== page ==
Nun faces up to 30 years in prison for protesting at nuclear weapons facility

Sister Megan Rice, 83, and two fellow peace activists staged a non-violent protest to symbolically disarm the Oak Ridge Y-12 nuclear weapons facility, home to the nation's main supply of highly enriched uranium, in July 2012. This week, a judge denied a motion to acquit them of interfering with national security under the sabotage section of the US criminal code, which carries the harshest prison sentence of up to 20 years.

OPCW wins the Nobel Peace Prize

In recognition for its work in eliminating chemical weapons around the world, the Organisation for the Prohibition of Chemical Weapons (OPCW) has been awarded the Nobel Peace Prize.

More cost overruns at the US nuclear weapons complex

A project to replace an aging and degrading radioactive waste treatment facility at Los Alamos National Laboratory is 11 years behind schedule and its price tag has nearly tripled because of ineffective management, according to a government audit.

Nuclear personal not fit for duty

Maj. Gen. Michal Carey commander of the 20th Air Force was relieved from duty on 11 October 2013 due to a “loss of trust and confidence in his leadership and judgment.” The 20th Air Force maintains and operates for all three of the United States’ intercontinental ballistic missile wings. Only two weeks prior it was reported that, the deputy commander of Strategic Command had been suspended on 3 September 2013. Navy Vice Adm. Tim Giardina had become the subject of an investigation by the Naval Criminal investigative Service in connection with the discovery of counterfeit chips used in a casino in Council Bluffs, Iowa.  

Toxic water from Fukushima nuclear plant leaks into the sea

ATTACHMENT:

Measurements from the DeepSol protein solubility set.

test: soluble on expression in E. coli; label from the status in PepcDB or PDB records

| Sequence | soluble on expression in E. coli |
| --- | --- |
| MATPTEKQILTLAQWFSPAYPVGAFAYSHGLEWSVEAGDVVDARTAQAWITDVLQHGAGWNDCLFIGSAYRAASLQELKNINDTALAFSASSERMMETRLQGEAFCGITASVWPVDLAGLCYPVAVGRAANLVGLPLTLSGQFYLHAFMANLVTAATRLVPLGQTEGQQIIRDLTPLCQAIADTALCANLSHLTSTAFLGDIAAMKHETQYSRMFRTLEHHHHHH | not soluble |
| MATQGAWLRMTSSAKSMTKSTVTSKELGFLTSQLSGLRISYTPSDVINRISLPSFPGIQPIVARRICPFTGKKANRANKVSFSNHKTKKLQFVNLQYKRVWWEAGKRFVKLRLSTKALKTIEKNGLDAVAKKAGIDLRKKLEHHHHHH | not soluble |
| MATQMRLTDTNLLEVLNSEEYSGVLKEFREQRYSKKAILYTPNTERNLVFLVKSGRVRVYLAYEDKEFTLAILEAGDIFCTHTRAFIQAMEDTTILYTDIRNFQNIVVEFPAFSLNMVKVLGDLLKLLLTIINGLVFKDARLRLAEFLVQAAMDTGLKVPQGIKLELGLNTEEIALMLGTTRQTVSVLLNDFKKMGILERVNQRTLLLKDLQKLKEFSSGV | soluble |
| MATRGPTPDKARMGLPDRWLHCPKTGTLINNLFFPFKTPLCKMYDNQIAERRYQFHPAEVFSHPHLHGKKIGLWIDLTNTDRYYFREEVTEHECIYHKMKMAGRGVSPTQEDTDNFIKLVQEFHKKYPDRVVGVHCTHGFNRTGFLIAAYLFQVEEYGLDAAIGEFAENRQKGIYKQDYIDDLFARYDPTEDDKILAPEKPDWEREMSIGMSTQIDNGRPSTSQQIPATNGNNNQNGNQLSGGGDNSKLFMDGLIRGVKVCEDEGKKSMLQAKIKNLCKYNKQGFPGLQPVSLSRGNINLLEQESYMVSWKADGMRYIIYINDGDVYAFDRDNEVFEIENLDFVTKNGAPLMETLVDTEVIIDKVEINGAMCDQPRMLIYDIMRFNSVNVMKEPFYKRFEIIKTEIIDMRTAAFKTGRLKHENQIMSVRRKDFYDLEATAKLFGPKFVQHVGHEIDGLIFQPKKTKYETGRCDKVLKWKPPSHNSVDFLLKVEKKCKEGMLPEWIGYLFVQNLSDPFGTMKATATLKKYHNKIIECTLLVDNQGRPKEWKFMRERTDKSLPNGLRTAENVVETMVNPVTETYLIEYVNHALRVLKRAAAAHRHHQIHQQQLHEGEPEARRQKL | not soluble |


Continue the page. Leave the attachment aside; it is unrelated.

The clean-up of the 2011 disaster at the Fukushima Dai-ichi nuclear power plant continues to face serious challenges. On 3 October 2013 the operator of the plant, Tokyo Electric Power Co, (Tepco) announced that another 430 litres have “likely flowed into a trench leading to the Pacific Ocean.” Earlier this year Tepco had revealed that over 300 tonnes of highly contaminated water had leaked, however it could not determine where it leaked out or to where it had leaked. The Japanese nuclear regulation authority on 9 October 2013 announced that radioactive material was found on six of the eleven workers working in a warehouse in which 10 tonnes of radioactive water had spilled from a pipe was mistakenly removed.

Recommended Reading

Where is the ‘Global Red Line’ for Nuclear Weapons?” Huffington Post, 26 September 2013

Angela Kane, “The Nuclear Disarmament Regime?” EU Non-Proliferation and Disarmament Conference, 30 September 2013

Madhusree Mukerjee, “Is Nuclear Power Compatible With Democracy?” Huffington Post, 2 October 2013

ICAN interview with Eric Schlosser, author of Command and Control, 7 October 2013

Susi Snyder, “How many of us unwittingly finance nuclear weapons?” WILPF, 10 October 2013

Don’t Bank on the Bomb